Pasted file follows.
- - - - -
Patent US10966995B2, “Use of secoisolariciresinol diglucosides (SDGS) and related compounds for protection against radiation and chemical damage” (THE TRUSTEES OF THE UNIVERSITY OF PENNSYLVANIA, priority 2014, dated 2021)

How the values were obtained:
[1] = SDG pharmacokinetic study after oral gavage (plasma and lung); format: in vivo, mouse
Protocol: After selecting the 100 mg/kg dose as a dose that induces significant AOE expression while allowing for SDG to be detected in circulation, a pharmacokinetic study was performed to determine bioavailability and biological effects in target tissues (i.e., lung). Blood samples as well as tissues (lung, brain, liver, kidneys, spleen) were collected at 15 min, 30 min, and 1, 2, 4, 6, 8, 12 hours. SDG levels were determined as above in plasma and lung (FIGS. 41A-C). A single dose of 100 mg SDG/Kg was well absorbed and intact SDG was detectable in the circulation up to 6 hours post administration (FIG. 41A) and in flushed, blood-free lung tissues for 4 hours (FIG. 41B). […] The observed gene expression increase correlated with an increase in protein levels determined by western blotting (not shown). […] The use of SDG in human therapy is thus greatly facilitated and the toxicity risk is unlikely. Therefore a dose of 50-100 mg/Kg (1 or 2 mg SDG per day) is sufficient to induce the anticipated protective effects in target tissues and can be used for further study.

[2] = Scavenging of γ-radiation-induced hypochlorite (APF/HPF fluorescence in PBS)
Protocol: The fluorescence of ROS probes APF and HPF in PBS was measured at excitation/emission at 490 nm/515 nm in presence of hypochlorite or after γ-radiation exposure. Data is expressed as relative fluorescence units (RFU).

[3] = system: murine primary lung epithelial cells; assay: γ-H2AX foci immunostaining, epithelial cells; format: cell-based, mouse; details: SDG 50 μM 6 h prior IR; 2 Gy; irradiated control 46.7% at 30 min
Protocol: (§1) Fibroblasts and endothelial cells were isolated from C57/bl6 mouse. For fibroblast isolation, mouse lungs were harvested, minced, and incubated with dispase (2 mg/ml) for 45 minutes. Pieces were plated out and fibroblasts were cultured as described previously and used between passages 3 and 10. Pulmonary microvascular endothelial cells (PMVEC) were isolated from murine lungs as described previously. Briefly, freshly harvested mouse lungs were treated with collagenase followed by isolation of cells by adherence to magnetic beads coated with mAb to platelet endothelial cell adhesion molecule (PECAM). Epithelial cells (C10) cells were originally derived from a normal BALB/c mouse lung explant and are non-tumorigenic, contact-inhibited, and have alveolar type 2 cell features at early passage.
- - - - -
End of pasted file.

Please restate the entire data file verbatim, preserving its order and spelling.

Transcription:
Patent US10966995B2, “Use of secoisolariciresinol diglucosides (SDGS) and related compounds for protection against radiation and chemical damage” (THE TRUSTEES OF THE UNIVERSITY OF PENNSYLVANIA, priority 2014, dated 2021)

How the values were obtained:
[1] = SDG pharmacokinetic study after oral gavage (plasma and lung); format: in vivo, mouse
Protocol: After selecting the 100 mg/kg dose as a dose that induces significant AOE expression while allowing for SDG to be detected in circulation, a pharmacokinetic study was performed to determine bioavailability and biological effects in target tissues (i.e., lung). Blood samples as well as tissues (lung, brain, liver, kidneys, spleen) were collected at 15 min, 30 min, and 1, 2, 4, 6, 8, 12 hours. SDG levels were determined as above in plasma and lung (FIGS. 41A-C). A single dose of 100 mg SDG/Kg was well absorbed and intact SDG was detectable in the circulation up to 6 hours post administration (FIG. 41A) and in flushed, blood-free lung tissues for 4 hours (FIG. 41B). […] The observed gene expression increase correlated with an increase in protein levels determined by western blotting (not shown). […] The use of SDG in human therapy is thus greatly facilitated and the toxicity risk is unlikely. Therefore a dose of 50-100 mg/Kg (1 or 2 mg SDG per day) is sufficient to induce the anticipated protective effects in target tissues and can be used for further study.

[2] = Scavenging of γ-radiation-induced hypochlorite (APF/HPF fluorescence in PBS)
Protocol: The fluorescence of ROS probes APF and HPF in PBS was measured at excitation/emission at 490 nm/515 nm in presence of hypochlorite or after γ-radiation exposure. Data is expressed as relative fluorescence units (RFU).

[3] = system: murine primary lung epithelial cells; assay: γ-H2AX foci immunostaining, epithelial cells; format: cell-based, mouse; details: SDG 50 μM 6 h prior IR; 2 Gy; irradiated control 46.7% at 30 min
Protocol: (§1) Fibroblasts and endothelial cells were isolated from C57/bl6 mouse. For fibroblast isolation, mouse lungs were harvested, minced, and incubated with dispase (2 mg/ml) for 45 minutes. Pieces were plated out and fibroblasts were cultured as described previously and used between passages 3 and 10. Pulmonary microvascular endothelial cells (PMVEC) were isolated from murine lungs as described previously. Briefly, freshly harvested mouse lungs were treated with collagenase followed by isolation of cells by adherence to magnetic beads coated with mAb to platelet endothelial cell adhesion molecule (PECAM). Epithelial cells (C10) cells were originally derived from a normal BALB/c mouse lung explant and are non-tumorigenic, contact-inhibited, and have alveolar type 2 cell features at early passage.